Payday loans are supposed to be short term, easy to obtain credit that should be paid back within a month at the most. Hence the name ‘Payday’. Payday lenders offer the public small loans to tide them over until they get their next paycheck. They do charge a hefty interest rate and there are fees and costs involved that make it a very bad idea to see this kind of credit as a long term loan.
Over the last 4 years, payday loans have stepped into the spot light and people are turning to this kind of credit more and more. This led to the ruling that any kind of lender must obtain a consumer credit license from the Office of Fair Trading, OFT. Currently the Financial Conduct Authority (FCA) is working to put regulation together to limit the fees and interest rates charged by payday lenders. The bad publicity around the loan stems from consumers taking out loans when they in actual fact often have no means of paying them back. If the loan rolls-over, that is, goes on for more than a month the interest rates will strangle the borrower. These loans are not designed to be used in the long term.
In 2009, Consumer Focus estimated that 1.2 million people took out 4.1 million payday loans. According to the OFT, approximately 900 million pounds was borrowed in 2008. However, in 2012, the OFT made an interim report that up to 1.8 billion pounds had been lent to consumers. The Public Accounts Committee found that around 2 million people are currently using payday services.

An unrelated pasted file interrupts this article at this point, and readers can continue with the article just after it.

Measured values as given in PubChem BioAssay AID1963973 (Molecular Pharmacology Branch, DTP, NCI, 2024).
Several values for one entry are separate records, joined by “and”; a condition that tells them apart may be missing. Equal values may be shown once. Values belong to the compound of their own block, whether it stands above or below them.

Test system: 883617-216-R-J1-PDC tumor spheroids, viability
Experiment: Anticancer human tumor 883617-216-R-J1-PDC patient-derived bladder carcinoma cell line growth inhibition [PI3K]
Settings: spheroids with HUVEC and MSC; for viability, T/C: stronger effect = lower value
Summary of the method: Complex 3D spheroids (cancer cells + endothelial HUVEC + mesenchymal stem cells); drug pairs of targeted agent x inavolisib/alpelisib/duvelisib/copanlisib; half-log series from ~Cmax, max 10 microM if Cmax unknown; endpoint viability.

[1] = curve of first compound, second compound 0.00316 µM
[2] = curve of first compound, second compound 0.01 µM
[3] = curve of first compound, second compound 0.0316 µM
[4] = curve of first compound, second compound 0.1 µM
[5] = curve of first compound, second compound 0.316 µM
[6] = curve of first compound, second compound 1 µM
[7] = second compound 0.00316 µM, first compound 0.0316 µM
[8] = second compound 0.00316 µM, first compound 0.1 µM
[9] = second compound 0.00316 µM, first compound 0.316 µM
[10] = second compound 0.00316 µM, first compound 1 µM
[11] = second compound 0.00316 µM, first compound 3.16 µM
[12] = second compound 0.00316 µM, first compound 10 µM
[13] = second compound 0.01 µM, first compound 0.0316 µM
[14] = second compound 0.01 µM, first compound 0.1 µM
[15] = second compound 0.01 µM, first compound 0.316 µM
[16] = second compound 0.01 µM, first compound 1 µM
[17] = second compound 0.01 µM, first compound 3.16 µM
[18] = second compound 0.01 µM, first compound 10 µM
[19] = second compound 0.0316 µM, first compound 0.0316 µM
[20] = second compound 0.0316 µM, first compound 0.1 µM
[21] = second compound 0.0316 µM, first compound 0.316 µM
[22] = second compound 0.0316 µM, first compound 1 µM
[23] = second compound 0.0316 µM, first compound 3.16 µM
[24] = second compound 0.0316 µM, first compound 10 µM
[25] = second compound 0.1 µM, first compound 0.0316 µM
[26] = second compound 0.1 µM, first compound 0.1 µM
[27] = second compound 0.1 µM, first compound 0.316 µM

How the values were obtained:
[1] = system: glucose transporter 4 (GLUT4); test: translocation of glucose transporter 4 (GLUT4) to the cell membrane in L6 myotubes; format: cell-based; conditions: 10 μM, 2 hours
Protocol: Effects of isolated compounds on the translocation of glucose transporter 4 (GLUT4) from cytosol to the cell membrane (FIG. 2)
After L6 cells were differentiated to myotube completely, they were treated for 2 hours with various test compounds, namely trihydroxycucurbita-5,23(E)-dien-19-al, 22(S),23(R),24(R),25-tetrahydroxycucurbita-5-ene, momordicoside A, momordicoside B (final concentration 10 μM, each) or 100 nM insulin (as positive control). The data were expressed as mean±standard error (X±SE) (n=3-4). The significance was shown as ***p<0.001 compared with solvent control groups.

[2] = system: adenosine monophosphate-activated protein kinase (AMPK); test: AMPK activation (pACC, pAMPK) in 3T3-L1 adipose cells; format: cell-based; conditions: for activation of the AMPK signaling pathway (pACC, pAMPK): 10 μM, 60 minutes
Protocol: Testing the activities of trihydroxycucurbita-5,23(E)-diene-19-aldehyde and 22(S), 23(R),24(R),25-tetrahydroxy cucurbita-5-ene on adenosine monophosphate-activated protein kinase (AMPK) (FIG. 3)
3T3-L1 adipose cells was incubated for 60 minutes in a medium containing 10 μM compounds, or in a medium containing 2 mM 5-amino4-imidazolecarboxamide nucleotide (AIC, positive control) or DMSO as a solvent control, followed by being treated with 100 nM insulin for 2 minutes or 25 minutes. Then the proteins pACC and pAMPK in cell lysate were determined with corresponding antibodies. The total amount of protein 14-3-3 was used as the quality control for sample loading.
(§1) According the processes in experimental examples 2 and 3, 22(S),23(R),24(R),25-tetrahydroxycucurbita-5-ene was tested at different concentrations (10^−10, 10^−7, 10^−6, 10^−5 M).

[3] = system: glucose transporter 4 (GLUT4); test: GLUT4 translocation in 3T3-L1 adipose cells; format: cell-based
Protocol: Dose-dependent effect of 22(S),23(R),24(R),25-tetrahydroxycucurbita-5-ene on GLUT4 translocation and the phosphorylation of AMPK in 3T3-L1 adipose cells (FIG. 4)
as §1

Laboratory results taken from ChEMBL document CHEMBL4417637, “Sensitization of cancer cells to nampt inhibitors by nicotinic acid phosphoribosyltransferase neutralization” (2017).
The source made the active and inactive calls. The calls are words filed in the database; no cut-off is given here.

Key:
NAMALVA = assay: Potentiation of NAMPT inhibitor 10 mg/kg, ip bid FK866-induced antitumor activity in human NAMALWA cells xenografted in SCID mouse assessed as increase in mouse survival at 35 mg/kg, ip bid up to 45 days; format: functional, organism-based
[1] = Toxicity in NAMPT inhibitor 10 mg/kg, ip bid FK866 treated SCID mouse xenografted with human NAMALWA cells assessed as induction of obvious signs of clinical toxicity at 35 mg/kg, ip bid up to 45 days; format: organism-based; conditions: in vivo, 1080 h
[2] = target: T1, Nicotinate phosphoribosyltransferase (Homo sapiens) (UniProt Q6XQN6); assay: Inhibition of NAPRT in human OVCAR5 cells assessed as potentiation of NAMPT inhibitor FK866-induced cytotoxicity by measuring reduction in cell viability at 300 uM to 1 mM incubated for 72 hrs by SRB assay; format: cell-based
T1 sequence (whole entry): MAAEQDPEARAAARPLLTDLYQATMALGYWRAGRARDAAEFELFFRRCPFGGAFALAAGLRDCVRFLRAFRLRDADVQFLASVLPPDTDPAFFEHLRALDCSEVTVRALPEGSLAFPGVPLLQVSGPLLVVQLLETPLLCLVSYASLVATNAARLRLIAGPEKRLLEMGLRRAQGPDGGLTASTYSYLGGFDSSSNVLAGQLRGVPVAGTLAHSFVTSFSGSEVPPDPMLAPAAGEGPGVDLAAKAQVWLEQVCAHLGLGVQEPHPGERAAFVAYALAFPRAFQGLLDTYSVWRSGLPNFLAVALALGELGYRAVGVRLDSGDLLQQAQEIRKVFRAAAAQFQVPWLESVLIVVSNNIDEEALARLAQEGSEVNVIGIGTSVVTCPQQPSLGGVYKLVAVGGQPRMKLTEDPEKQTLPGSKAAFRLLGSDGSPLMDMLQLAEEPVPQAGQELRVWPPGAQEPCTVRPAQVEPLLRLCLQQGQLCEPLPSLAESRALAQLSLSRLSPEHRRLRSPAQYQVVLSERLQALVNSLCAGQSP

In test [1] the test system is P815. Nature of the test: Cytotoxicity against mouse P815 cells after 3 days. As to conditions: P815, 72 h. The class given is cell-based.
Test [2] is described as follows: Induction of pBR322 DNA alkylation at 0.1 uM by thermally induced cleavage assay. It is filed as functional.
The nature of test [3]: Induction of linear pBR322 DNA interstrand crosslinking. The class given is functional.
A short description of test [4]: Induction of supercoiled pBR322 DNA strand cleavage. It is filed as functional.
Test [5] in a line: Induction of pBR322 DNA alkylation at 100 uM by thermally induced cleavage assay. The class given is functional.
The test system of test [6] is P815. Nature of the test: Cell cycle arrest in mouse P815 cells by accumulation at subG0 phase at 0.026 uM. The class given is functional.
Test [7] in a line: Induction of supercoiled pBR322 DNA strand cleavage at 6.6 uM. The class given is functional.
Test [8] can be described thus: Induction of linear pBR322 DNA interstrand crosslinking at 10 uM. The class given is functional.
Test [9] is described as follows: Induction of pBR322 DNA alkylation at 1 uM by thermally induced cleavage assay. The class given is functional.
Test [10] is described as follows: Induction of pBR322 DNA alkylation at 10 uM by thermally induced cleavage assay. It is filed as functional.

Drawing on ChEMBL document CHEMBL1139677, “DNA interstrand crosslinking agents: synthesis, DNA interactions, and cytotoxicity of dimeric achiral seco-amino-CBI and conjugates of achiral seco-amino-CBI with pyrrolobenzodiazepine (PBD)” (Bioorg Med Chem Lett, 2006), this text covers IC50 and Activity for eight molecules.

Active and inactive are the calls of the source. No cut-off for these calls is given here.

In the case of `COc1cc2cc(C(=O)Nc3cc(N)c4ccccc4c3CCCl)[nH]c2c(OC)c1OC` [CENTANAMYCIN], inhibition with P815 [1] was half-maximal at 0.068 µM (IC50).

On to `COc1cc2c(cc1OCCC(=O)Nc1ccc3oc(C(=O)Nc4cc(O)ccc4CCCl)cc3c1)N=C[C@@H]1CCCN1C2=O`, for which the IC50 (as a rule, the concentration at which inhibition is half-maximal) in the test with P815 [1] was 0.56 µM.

The OFT found that young males, unmarried, living in rented accommodation and earning more than 1000 pounds a month were typical regular payday customers. Research also concludes that borrowers on the whole are not unemployed or without access to a bank account. In actual fact most customers of payday lenders do use the service appropriately, namely as a short term loan that makes more sense than running an overdraft, or having to go to the hassle of trying to get credit out of a stingy bank.
There were 240 payday firms operating in the UK by the end of 2012. Most of the lending was accounted for by the top 50 companies. Other research maintains that there are about 2000 High Street payday shops most of which are national chains. Across the board there are around 72,000 shops in the UK
Payday Loans firms have been under fire for the last 4 years, as the clergy and Politicians rail against their expensive loans and alleged crooked business practices. The OFT, however, concluded in 2010 that payday lenders should not have their interest rates restricted as they provided a necessary service. People who would otherwise use the services of payday lenders and other high interest credit businesses, might end up turning to illegal money lenders, and loan sharks.
The Consumer Finance Association, which represents some of the payday lenders, says that the larger payday companies have come together to sign a code of conduct.
Regardless, it is firmly in the cards that the payday loans sector will be regulated and capped by 2015. It will be interesting to see which way the pendulum swings!